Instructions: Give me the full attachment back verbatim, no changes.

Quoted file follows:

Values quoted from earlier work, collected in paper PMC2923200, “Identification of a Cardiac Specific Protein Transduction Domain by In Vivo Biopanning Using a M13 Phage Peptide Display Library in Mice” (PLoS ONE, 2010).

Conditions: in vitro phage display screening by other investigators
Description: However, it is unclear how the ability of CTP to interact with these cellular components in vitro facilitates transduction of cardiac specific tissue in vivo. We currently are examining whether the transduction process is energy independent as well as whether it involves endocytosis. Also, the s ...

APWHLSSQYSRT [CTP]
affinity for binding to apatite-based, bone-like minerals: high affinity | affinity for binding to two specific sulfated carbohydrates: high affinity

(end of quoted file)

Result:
Values quoted from earlier work, collected in paper PMC2923200, “Identification of a Cardiac Specific Protein Transduction Domain by In Vivo Biopanning Using a M13 Phage Peptide Display Library in Mice” (PLoS ONE, 2010).

Conditions: in vitro phage display screening by other investigators
Description: However, it is unclear how the ability of CTP to interact with these cellular components in vitro facilitates transduction of cardiac specific tissue in vivo. We currently are examining whether the transduction process is energy independent as well as whether it involves endocytosis. Also, the s ...

APWHLSSQYSRT [CTP]
affinity for binding to apatite-based, bone-like minerals: high affinity | affinity for binding to two specific sulfated carbohydrates: high affinity